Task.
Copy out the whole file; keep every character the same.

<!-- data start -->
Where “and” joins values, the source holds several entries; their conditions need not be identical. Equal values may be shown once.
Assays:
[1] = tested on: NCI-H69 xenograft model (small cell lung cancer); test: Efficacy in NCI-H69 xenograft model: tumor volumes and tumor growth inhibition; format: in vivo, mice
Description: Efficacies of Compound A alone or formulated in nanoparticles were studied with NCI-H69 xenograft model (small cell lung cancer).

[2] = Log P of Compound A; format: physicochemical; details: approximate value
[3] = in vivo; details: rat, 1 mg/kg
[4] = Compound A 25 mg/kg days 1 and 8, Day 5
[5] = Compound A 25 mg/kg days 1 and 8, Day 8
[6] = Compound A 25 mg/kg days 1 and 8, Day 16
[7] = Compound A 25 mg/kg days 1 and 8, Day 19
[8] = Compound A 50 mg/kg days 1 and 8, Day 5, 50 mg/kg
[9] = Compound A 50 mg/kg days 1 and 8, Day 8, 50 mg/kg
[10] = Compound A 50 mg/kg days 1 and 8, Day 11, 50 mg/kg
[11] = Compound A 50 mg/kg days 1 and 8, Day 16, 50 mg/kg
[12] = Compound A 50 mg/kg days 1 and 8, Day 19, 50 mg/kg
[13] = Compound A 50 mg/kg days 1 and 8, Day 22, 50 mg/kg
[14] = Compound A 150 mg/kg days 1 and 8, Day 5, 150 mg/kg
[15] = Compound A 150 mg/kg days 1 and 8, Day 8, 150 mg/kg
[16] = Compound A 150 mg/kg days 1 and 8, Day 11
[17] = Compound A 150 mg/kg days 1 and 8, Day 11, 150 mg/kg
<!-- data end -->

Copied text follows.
Where “and” joins values, the source holds several entries; their conditions need not be identical. Equal values may be shown once.
Assays:
[1] = tested on: NCI-H69 xenograft model (small cell lung cancer); test: Efficacy in NCI-H69 xenograft model: tumor volumes and tumor growth inhibition; format: in vivo, mice
Description: Efficacies of Compound A alone or formulated in nanoparticles were studied with NCI-H69 xenograft model (small cell lung cancer).

[2] = Log P of Compound A; format: physicochemical; details: approximate value
[3] = in vivo; details: rat, 1 mg/kg
[4] = Compound A 25 mg/kg days 1 and 8, Day 5
[5] = Compound A 25 mg/kg days 1 and 8, Day 8
[6] = Compound A 25 mg/kg days 1 and 8, Day 16
[7] = Compound A 25 mg/kg days 1 and 8, Day 19
[8] = Compound A 50 mg/kg days 1 and 8, Day 5, 50 mg/kg
[9] = Compound A 50 mg/kg days 1 and 8, Day 8, 50 mg/kg
[10] = Compound A 50 mg/kg days 1 and 8, Day 11, 50 mg/kg
[11] = Compound A 50 mg/kg days 1 and 8, Day 16, 50 mg/kg
[12] = Compound A 50 mg/kg days 1 and 8, Day 19, 50 mg/kg
[13] = Compound A 50 mg/kg days 1 and 8, Day 22, 50 mg/kg
[14] = Compound A 150 mg/kg days 1 and 8, Day 5, 150 mg/kg
[15] = Compound A 150 mg/kg days 1 and 8, Day 8, 150 mg/kg
[16] = Compound A 150 mg/kg days 1 and 8, Day 11
[17] = Compound A 150 mg/kg days 1 and 8, Day 11, 150 mg/kg